How to Recover from a Bad Job Interview
If you’re like most people, you’ve left a job interview or two with that sinking feeling in the pit of your stomach. You just knew you didn’t get the job from the way things went during the interview. If you have ever been in a situation where the interview turned into a runaway train, there are still some things you can do to recover. With some practice, you’ll be able to save your interview from going south. Here are a few tips for how to salvage a job interview gone terribly wrong.
Problem: Your hands are shaking and you can’t stop sweating.
Solution: Take a few deep breaths
Nothing can ruin an interview faster than sweaty palms and a bad case of the shakes. One reason you may not be performing well during the interview is because you might be letting your nerves overwhelm you. Job interviews can be incredibly stressful, so it’s not surprising if you feel a bit anxious during your meeting. If you feel yourself getting anxious and jittery, take a few deep breaths so you can calm yourself down. It’s hard to stay focused and relaxed if you can barely catch your breath due to nerves. Once you breathe deeply, you’ll feel calmer and able to think clearly enough to answer the interviewer’s questions.
Problem: You’re not sure how to answer the interviewer’s question and now you’re rambling.
Solution: Stop talking and ask for clarification.
There may come a point during the interview where you stumble through an answer because you don’t fully understand what is being asked. Don’t be afraid to ask questions. If you need clarification, ask for it. It won’t help you to guess what you should say when you can simply request that the interviewer explain what is being asked.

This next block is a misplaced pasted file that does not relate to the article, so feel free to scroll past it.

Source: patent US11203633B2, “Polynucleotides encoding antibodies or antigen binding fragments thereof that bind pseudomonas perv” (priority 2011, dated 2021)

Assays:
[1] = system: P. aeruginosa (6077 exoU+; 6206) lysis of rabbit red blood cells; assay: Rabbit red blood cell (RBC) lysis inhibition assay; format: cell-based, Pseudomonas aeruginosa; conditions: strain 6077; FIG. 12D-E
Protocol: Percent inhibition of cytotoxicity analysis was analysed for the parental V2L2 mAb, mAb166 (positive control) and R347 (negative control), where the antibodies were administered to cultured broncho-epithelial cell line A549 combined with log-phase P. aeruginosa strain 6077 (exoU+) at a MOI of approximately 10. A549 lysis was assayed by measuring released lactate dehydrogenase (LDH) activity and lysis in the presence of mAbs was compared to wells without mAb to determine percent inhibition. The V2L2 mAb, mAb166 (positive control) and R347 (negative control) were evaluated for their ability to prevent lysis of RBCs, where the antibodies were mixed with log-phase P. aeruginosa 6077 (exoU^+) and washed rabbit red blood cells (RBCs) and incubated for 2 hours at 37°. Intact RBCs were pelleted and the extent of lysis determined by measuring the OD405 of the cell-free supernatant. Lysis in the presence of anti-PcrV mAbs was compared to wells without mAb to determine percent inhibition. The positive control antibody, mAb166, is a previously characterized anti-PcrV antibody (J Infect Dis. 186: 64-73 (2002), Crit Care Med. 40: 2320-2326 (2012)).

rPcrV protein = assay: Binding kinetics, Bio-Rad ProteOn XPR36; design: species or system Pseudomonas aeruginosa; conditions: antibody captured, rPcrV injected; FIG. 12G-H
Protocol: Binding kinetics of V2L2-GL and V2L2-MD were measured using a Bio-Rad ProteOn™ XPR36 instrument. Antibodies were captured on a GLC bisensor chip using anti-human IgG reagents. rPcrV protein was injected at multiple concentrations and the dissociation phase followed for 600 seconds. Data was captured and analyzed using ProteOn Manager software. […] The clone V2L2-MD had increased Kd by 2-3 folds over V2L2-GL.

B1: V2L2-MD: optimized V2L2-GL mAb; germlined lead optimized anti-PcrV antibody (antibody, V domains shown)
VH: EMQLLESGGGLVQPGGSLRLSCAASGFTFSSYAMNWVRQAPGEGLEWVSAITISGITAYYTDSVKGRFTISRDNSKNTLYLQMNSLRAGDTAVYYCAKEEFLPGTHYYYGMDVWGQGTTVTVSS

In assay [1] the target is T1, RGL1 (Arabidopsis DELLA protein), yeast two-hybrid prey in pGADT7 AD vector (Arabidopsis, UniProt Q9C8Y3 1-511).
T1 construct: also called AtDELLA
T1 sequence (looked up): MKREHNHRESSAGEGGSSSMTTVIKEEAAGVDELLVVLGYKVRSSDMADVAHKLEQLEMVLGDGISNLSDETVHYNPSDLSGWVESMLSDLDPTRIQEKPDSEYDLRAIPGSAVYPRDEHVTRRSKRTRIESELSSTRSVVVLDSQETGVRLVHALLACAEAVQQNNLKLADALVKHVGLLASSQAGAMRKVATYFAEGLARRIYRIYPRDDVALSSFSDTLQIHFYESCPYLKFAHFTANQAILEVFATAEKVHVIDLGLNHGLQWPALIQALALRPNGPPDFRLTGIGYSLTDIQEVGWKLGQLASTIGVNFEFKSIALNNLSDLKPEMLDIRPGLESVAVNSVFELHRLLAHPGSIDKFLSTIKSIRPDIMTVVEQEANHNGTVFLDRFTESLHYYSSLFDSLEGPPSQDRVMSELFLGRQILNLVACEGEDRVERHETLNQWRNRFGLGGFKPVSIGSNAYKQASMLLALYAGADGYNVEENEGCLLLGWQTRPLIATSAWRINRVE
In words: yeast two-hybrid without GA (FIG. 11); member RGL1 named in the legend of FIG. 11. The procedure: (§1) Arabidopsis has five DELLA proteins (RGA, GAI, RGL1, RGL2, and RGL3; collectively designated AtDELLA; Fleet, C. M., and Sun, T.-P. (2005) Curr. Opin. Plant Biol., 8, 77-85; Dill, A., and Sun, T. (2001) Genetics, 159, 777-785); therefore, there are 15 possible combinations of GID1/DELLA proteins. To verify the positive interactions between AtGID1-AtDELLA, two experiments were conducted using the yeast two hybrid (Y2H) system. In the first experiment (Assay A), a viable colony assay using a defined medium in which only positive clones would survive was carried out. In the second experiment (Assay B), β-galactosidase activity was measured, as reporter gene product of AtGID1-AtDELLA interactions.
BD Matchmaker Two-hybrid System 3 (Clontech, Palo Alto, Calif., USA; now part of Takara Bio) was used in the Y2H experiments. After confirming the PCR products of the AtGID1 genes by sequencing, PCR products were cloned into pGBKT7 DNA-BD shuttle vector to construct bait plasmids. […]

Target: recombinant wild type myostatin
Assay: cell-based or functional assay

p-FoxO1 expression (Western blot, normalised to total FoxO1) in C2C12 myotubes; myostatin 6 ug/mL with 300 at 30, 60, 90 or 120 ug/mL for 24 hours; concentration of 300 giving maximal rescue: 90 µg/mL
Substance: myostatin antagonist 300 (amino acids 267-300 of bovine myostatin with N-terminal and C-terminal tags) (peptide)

Problem: You only catch half of the question because you’re planning what to say next.
Solution: Ask the interviewer to repeat the question and then try to stay present.
Don’t start to answer the question in your head before your interviewer is even finished asking her question. You’ll not only make yourself more nervous but also lose track of the conversation. Concentration is key during a job interview. It’s easy to focus so intently on how you will answer a question that you miss what is being said. Take time to relax and listen to what the interviewer is saying to you. The best way to save face is to say that you want to make sure you answer the question thoroughly, so you’d like her to repeat the question one more time. If the interviewer feels you weren’t listening, that will be a strike against you. Try your best to play it off and then stay present from then on. If you need help staying focused, repeat the question back to yourself (in your head, of course) before answering.
Problem: You bombed the job interview.
Solution: Send a follow-up note.
What if you did all of the mistakes mentioned above? (You were a nervous wreck, you rambled through most of your answers, and you didn’t catch half of the questions.) We’ll be honest with you: Your chances of getting the job are quite slim. However, don’t give up hope. You may come across an exceptionally forgiving hiring manager.
If you completely bombed the interview, your best bet is to send a follow-up note. Thank the interviewer for his or her time and then briefly answer the questions you had trouble with. Who knows, the interviewer may have a change of heart and take your updated answers into consideration. Following up shows not only that you’re interested in the job but also that you’re aware of and willing to work on your flaws. Just keep your fingers crossed and look for other jobs until you hear back.